Habitat''Nepenthes madagascariensis'' occurs along the eastern coast of Madagascar. It is most common in the south of the island, around Tôlanaro, though it is found as far north as the Masoala Peninsula. It grows along the edges of swamps and in peaty or sandy soils at low altitudes.
The pitchers of ''N. madagascariensis'' play host to at least two species of infaunal spiders: ''Synema obscuripes'' and ''Theridion decaryi''.
Evolution''Nepenthes madagascariensis'' was the first ''Nepenthes'' species to be discovered; Étienne de Flacourt recorded it in 1658 under the name ''Amramatico''. He published a description of the plant in his seminal work ''Histoire de la Grande Isle de Madagascar''. It reads:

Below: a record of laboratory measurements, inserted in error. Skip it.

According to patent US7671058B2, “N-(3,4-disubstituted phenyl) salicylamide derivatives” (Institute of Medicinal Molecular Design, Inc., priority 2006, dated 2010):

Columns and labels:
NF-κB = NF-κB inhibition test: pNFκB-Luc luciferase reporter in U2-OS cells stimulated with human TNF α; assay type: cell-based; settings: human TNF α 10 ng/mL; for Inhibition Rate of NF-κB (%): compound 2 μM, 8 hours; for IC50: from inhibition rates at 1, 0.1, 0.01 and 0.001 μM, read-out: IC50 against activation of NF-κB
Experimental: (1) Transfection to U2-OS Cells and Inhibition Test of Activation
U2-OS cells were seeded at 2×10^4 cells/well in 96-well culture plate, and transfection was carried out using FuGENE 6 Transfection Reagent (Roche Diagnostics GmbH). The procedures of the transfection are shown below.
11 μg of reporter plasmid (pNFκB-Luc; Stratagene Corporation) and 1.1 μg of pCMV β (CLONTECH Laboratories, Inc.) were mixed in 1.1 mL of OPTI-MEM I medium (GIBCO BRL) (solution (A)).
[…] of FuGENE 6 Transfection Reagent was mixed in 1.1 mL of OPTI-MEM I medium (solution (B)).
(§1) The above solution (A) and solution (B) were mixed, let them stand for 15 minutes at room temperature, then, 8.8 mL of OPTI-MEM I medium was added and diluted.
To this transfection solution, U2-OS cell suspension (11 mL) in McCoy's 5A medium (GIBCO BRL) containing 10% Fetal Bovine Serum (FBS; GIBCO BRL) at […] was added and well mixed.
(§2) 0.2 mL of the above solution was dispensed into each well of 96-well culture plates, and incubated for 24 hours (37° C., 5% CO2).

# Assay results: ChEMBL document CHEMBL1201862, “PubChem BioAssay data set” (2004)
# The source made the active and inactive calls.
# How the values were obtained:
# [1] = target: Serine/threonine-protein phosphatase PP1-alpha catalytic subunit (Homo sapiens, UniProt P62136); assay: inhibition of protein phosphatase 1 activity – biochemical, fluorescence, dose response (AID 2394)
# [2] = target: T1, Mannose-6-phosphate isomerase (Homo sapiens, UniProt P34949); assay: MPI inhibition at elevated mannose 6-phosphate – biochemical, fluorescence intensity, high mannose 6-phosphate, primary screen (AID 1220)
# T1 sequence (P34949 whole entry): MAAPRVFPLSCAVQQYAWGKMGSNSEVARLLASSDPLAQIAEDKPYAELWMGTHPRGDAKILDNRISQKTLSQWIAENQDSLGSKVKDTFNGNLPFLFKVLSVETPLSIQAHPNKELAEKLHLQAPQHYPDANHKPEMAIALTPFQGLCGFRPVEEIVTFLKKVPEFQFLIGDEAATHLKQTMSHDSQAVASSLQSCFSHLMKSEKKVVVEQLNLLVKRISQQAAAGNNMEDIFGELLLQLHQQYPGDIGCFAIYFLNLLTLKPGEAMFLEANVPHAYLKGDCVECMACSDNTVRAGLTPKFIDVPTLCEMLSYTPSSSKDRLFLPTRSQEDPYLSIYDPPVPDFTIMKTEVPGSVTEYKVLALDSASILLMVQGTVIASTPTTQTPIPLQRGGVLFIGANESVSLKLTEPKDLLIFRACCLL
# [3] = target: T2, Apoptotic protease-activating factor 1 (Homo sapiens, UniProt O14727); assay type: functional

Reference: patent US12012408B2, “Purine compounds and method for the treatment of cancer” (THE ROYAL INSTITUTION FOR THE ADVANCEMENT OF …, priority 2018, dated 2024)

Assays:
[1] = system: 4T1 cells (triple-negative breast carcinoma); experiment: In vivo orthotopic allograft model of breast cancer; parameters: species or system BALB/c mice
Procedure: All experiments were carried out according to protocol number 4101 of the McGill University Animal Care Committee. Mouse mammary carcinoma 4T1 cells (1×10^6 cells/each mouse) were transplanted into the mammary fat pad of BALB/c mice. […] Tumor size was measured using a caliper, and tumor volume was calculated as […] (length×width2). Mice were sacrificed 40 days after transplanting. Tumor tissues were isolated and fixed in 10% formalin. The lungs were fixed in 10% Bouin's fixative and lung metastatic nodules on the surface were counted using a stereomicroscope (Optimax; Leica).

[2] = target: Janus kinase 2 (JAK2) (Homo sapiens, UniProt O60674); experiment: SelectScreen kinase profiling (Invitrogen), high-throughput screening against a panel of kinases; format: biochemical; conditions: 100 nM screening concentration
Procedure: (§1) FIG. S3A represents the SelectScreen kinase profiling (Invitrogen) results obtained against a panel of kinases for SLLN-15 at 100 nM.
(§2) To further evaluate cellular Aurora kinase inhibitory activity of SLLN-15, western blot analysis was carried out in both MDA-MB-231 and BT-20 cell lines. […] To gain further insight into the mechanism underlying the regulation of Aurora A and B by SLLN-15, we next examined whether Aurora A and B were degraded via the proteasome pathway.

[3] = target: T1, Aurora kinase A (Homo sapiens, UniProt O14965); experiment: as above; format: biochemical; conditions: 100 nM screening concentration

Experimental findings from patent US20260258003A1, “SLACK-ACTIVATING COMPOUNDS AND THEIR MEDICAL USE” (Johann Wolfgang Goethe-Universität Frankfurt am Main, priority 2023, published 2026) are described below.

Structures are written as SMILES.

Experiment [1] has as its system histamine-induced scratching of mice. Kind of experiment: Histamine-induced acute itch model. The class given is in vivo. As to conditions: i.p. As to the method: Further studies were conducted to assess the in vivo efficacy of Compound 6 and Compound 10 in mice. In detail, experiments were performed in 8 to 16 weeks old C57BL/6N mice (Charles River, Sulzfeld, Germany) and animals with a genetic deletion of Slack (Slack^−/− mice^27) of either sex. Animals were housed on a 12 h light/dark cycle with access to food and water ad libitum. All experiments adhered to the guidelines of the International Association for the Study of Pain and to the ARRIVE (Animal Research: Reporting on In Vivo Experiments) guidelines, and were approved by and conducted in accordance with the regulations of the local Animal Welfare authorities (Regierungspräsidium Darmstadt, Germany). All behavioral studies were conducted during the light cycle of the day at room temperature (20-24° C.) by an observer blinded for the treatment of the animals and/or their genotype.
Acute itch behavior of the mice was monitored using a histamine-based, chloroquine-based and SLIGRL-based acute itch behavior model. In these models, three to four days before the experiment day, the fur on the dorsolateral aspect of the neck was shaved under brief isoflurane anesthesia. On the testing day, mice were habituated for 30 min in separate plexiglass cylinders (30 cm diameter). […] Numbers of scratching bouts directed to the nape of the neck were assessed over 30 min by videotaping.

It is a plant growing about 3 feet high which carries at the end of its leaves, which are 7 inches long, a hollow flower or fruit resembling a small vase, with its own lid, a wonderful sight. There are red ones and yellow ones, the yellow being the biggest. The inhabitants of this country are reluctant to pick the flowers, saying that if somebody does pick them in passing, it will not fail to rain that day. As to that, I and all the other Frenchmen did pick them, but it did not rain. After rain these flowers are full of water, each one containing a good half-glass. [translated from French in ''Pitcher-Plants of Borneo'']
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